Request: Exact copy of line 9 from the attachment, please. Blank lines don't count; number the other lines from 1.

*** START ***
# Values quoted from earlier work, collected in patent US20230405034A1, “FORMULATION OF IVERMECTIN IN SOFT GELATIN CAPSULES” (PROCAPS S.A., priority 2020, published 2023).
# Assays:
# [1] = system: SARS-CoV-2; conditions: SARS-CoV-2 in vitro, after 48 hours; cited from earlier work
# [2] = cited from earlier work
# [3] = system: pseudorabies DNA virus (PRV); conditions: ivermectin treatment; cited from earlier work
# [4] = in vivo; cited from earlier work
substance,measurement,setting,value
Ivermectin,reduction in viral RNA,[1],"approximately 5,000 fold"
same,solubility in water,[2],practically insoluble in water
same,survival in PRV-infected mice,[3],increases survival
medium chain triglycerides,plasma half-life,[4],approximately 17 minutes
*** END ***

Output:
same,solubility in water,[2],practically insoluble in water